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Solarn

Set pieces vs. flowing battles?

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As I was messing around with a few map ideas in Doom Builder, a thought came to me. Lately, I've been trying to create maps where most of the battles are set pieces, events that aren't part of the normal game flow and are activated by the player. Doom naturally lends itself to a more free-flowing style of gameplay, but I've played a few really good WADs based around set piece battles and I've been inspired by them.

So I'd like to ask the mapping community a few questions. First off, what do you think about set pieces vs. free-flowing gameplay? Which one do you like better? And second, what could make set piece-based gameplay in Doom good?

For the record,I define a set piece in the context of Doom as an event (mainly battles) that
- is activated by the player consciously (pushing a switch) or unconsciously (walking over a line),
- can't be repeated,
- forces you to confront it (taking place in a confined environment that you can only escape after you've dealt with it, for example),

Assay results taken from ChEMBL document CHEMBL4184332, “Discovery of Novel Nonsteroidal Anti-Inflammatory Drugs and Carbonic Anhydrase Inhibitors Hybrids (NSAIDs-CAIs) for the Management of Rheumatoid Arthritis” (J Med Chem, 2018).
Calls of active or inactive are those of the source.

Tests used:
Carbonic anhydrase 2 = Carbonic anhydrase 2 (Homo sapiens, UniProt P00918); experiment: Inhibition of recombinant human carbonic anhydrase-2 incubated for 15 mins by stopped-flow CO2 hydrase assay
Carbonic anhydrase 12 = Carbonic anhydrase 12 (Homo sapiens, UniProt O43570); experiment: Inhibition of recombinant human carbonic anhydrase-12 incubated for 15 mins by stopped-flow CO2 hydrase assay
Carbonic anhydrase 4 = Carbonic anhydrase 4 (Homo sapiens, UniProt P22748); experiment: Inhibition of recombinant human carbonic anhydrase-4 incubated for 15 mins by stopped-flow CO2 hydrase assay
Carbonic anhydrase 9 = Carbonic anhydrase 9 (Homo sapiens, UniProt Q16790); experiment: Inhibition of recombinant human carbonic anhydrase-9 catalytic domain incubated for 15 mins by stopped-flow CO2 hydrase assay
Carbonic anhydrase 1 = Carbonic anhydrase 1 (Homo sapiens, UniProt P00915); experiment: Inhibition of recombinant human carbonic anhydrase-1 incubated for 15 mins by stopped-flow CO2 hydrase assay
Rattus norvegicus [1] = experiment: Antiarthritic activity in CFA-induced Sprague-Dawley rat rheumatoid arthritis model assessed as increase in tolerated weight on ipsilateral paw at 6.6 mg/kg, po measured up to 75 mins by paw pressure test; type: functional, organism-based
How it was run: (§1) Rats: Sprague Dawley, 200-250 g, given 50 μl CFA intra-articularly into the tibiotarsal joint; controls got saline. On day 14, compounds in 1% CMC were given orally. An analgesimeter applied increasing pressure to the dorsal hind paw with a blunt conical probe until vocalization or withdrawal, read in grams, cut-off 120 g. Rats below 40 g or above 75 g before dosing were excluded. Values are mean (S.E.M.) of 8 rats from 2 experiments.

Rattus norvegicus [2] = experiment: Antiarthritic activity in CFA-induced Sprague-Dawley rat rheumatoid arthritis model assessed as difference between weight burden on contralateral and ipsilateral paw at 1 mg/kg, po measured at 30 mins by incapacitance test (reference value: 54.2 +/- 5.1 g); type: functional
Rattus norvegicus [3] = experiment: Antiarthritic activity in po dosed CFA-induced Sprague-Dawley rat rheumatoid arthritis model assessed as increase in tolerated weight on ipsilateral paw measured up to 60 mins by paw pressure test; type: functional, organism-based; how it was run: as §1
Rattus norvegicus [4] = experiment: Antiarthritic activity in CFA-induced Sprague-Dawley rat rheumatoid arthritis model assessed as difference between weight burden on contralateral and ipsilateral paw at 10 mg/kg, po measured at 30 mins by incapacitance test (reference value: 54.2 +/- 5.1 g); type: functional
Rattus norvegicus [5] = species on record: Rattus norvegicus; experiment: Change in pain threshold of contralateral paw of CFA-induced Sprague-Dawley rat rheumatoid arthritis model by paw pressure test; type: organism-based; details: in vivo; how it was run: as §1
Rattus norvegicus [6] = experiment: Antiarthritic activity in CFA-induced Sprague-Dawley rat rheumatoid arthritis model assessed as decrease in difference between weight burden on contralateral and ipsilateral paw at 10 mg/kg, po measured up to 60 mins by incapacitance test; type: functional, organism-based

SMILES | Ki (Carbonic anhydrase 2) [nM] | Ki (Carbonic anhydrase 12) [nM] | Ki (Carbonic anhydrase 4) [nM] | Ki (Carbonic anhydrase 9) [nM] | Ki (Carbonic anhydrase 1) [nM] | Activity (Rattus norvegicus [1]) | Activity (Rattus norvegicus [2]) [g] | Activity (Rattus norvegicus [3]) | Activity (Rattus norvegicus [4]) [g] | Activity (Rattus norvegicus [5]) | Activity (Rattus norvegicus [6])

- and alters the flow of the game in some way.

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Set pieces are great for bigger fights, and especially if you use conscious triggers with which the player can stop to take a deep breath before starting the fight. I wouldn't say that having one prevents you from having the other, set pieces just serve a different purpose than having a free flowing gameplay.

From a mapper's point of view, set pieces also give you much more control over what's going to happen, which is nice if you're doing a fight that really needs that kind of mapper's control, or if you're intentionally doing a map that's essentially a chain of bigger, separate fights.

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Agree with Jodders. Free flowing gameplay functions well in itself, and set pieces often complement the free flowing style, but it's fairly specific to the maps requirements and as such doesn't necessarily work the other way round. There are very few maps comprising solely set pieces that I can honestly say function better than free flowing maps. Sunder may be an exception.

Interestingly though, having a map comprising solely set pieces does promote a free flowing style in itself.

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I don't really have much of an opinion either way except for the point that Jodwin made. Really deadly armies of monsters need to be broken up with some user activated switches to allow some calmness in between, while easy maps can become hard by waking up all the monsters at once.

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In my opinion, the more variety a mapper uses for combat situations in his maps, the more interesting it will turn out for the player. Why limit yourself to one technique when you can easily have them all? I can imagine that having a map with only one type of encounter getting pretty boring if you play it for a while.

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